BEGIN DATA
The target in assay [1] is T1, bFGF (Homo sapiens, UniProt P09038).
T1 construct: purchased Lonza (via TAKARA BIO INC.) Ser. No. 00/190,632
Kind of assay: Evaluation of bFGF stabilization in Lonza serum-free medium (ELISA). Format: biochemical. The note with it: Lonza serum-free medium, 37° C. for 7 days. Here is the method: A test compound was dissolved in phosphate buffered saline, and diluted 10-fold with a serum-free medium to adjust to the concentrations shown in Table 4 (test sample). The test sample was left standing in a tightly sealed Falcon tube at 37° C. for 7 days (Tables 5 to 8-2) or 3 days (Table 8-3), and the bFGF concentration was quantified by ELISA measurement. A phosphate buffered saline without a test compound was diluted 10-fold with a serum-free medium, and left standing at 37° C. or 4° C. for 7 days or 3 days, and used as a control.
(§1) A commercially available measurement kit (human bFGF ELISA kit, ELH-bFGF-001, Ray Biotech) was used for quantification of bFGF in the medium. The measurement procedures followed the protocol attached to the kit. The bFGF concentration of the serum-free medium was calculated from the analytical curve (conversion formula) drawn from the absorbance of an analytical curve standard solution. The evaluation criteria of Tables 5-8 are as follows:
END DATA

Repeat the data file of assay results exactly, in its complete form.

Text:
The target in assay [1] is T1, bFGF (Homo sapiens, UniProt P09038).
T1 construct: purchased Lonza (via TAKARA BIO INC.) Ser. No. 00/190,632
Kind of assay: Evaluation of bFGF stabilization in Lonza serum-free medium (ELISA). Format: biochemical. The note with it: Lonza serum-free medium, 37° C. for 7 days. Here is the method: A test compound was dissolved in phosphate buffered saline, and diluted 10-fold with a serum-free medium to adjust to the concentrations shown in Table 4 (test sample). The test sample was left standing in a tightly sealed Falcon tube at 37° C. for 7 days (Tables 5 to 8-2) or 3 days (Table 8-3), and the bFGF concentration was quantified by ELISA measurement. A phosphate buffered saline without a test compound was diluted 10-fold with a serum-free medium, and left standing at 37° C. or 4° C. for 7 days or 3 days, and used as a control.
(§1) A commercially available measurement kit (human bFGF ELISA kit, ELH-bFGF-001, Ray Biotech) was used for quantification of bFGF in the medium. The measurement procedures followed the protocol attached to the kit. The bFGF concentration of the serum-free medium was calculated from the analytical curve (conversion formula) drawn from the absorbance of an analytical curve standard solution. The evaluation criteria of Tables 5-8 are as follows: